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Calculating Pain and Suffering in a Ohio Car Accident Case

by onDecember 20, 2016

If you’ve been injured in a car crash, there exist a number of factors that impact the amount of compensation you may obtain through settlement with an insurance company or in court. You may be eligible to receive compensation for the medical bills you incur to treat any harm you sustained, and can claim compensation to reimburse you for the payment you lost if you were unable to work. Plus, the legal concept of pain and suffering may allow you to recover additional amounts. A personal injury lawyer can tell you more about claiming pain and suffering after an Ohio auto accident, but overall info may help answer some of your questions.

What is pain and suffering? When you’re hurt in an auto accident, Ohio law ensures you are able to recover payment for the losses you suffer as a result. The concept is known as “damages,” which fall into two categories:

  1.    Economic Damages: These damages include bills for your medical treatment and lost wages if you’re unable to work because of your injuries. They’re economic in nature because they are quantifiable amounts, which can be ascertained by looking at your medical bills and pay stubs.
  2.    Non-Economic Damages: These consist of losses of a more intangible nature, because their price tag is more difficult to calculate. Pain and suffering falls remains within this classification because it’s difficult to decide a level of pain or level of enjoyment of your life.

How do I prove pain and suffering under Ohio law? Because pain and suffering varies on a case-by-case basis, you’ll need documents and testimony to prove your claim. Evidence that can be used to prove your pain and suffering might be:

  • The opinions of medical experts regarding the pain you experienced after the accident, during your recovery, and the discomfort you’ll feel into the future;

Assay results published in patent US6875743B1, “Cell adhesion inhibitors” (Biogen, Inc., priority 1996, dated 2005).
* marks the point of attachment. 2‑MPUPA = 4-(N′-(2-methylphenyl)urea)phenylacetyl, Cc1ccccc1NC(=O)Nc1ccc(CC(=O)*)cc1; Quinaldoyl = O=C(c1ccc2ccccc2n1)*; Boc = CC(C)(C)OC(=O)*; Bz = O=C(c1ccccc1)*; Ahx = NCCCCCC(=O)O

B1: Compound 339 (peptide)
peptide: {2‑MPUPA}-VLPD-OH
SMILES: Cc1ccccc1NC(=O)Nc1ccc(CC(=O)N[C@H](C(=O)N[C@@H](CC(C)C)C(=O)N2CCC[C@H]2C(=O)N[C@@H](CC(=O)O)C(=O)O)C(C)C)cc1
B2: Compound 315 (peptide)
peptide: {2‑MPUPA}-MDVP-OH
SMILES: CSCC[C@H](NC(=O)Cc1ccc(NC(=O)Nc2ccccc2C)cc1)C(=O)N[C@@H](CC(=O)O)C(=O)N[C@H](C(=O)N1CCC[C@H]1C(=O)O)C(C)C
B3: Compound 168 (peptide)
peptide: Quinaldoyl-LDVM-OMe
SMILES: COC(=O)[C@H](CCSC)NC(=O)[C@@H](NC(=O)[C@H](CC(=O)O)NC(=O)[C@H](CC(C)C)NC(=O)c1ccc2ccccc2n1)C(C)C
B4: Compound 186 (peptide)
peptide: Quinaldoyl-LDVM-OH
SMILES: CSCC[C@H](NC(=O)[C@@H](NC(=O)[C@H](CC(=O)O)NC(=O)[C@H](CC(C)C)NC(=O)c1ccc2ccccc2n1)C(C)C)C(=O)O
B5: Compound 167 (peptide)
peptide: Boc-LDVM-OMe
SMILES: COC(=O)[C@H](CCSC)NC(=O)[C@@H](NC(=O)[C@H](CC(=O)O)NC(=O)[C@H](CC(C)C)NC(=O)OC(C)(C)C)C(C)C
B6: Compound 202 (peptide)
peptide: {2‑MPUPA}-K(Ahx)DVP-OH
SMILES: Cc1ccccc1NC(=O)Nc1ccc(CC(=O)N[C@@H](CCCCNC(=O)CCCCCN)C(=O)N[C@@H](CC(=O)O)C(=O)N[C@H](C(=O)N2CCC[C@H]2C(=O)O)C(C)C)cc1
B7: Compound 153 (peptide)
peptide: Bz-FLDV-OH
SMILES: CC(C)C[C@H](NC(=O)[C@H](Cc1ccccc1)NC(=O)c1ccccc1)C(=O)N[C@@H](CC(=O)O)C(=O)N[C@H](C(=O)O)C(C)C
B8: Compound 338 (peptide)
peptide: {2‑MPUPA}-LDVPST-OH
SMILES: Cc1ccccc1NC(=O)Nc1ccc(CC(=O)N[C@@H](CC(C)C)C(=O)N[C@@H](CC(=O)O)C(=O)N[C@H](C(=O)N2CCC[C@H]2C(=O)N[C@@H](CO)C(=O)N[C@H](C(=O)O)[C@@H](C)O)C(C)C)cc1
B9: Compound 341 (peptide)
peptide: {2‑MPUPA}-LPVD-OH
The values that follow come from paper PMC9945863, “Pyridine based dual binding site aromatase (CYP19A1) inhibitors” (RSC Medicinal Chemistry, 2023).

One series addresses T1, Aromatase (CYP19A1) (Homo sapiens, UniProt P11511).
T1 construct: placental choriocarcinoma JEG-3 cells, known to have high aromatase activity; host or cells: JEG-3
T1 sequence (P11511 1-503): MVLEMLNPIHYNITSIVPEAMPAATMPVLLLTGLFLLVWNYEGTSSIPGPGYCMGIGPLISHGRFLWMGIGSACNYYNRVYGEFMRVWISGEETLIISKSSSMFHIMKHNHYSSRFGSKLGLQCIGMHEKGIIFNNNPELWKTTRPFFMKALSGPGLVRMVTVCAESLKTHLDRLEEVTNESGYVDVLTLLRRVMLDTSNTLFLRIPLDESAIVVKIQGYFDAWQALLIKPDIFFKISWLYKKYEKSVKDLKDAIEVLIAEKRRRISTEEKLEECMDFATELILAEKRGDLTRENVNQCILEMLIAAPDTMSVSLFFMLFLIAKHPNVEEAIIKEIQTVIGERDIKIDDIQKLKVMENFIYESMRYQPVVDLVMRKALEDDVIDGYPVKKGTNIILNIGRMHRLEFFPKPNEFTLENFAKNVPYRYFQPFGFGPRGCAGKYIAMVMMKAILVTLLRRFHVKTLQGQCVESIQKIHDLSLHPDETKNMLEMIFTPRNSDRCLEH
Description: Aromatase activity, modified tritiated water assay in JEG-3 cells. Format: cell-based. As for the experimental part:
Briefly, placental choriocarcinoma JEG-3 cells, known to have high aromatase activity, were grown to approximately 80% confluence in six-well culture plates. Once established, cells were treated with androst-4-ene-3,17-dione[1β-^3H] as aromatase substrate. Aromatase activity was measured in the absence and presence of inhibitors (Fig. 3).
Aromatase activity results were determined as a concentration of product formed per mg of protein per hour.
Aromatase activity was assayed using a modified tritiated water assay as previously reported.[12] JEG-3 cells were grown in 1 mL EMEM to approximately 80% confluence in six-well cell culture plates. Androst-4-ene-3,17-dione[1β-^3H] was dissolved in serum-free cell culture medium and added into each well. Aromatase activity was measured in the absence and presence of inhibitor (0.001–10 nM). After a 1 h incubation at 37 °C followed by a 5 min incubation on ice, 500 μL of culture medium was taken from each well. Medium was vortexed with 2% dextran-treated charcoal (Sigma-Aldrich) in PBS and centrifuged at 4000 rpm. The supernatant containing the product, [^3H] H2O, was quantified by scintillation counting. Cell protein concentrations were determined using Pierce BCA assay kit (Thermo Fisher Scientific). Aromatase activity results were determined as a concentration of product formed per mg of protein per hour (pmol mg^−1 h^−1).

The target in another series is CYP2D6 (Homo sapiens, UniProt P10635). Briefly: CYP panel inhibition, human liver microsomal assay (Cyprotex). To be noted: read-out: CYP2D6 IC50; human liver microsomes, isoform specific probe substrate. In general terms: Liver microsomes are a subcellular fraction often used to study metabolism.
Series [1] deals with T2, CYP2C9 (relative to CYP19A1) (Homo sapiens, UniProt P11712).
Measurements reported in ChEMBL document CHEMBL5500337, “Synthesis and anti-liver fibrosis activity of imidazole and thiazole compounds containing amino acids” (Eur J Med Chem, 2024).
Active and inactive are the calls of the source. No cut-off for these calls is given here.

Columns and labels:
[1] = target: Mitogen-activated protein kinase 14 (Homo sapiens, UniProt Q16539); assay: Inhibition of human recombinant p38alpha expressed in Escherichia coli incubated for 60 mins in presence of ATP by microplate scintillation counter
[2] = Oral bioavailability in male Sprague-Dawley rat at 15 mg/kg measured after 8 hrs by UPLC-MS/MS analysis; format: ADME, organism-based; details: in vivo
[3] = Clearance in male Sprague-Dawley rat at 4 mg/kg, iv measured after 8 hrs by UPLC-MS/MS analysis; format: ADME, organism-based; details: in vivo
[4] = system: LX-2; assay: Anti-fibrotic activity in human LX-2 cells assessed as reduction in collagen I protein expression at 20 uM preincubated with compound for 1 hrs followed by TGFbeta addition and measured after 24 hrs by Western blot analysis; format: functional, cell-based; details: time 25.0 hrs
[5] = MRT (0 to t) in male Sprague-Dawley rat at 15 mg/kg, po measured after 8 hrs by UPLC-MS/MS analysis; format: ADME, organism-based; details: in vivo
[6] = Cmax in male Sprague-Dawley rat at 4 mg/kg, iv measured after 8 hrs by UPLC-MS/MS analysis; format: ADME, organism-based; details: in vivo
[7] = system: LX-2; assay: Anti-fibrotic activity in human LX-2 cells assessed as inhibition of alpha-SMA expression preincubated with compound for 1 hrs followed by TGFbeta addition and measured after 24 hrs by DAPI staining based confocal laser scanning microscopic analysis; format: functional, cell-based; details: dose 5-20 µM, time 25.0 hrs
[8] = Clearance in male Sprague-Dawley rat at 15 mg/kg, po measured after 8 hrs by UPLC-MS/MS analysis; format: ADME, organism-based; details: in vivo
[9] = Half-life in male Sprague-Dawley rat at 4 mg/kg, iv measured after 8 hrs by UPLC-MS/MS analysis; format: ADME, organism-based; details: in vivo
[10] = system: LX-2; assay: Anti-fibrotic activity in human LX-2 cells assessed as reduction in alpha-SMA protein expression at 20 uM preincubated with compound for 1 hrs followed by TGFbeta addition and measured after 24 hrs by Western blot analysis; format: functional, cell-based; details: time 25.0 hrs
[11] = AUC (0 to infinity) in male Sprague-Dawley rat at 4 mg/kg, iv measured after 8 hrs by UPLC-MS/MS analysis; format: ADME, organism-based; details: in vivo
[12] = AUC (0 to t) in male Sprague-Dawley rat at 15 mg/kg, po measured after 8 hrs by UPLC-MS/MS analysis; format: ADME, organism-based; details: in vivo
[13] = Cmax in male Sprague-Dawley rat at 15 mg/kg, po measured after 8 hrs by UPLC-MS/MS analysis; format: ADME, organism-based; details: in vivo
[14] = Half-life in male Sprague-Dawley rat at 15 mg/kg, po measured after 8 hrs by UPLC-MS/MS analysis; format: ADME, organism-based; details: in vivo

• Medical records related to your treatment;
  • Prescriptions records for medications prescribed to help you cope with physical pain or emotional anguish;
  •  Your own testimony regarding the pain and mental distress; and,
  • Other relevant evidence.

Are there any limitations on the amount I can receive for pain and suffering? There is an Ohio state law that puts a cap on what you can recover for non-economic damages. The statutory cap on pain and suffering is $250,000 or three times your economic losses, whichever is greater, in cases involving non-catastrophic injuries. The maximum you can receive for non-economic damages is $350,000, or $500,000 in some circumstances.  There is no cap on your non-economic loss if your injury qualifies as a catastrophic injury or death under Ohio law.As you can see, it’s quite difficult to establish your right to compensation for pain and suffering after sustaining injuries in an Ohio car accident. Without a legal background, you’re at a disadvantage in understanding how damages work and proving the details of your case. A skilled personal injury attorney will help ensure you obtain the full amount of compensation for pain and suffering to which you are entitled. For more information on claiming damages for your losses after a car crash or to schedule a consultation, please contact the Toledo office of Lafferty, Gallagher & Scott, LLC.

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